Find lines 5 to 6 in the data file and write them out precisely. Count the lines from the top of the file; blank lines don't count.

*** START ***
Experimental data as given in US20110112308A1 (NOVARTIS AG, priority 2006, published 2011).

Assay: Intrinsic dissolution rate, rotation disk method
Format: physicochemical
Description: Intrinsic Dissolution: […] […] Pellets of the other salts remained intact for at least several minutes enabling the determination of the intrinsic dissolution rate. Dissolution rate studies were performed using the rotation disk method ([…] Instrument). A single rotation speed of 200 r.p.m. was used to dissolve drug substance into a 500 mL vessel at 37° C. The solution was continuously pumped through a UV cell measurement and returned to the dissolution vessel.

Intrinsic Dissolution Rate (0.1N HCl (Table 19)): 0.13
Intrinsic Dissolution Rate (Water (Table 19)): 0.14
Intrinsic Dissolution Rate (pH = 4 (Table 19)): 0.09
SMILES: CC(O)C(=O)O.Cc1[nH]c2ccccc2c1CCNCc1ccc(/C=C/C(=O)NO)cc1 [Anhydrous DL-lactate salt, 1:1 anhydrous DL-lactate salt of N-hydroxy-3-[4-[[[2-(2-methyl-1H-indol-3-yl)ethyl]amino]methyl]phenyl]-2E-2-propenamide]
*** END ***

Intrinsic Dissolution Rate (0.1N HCl (Table 19)): 0.13
Intrinsic Dissolution Rate (Water (Table 19)): 0.14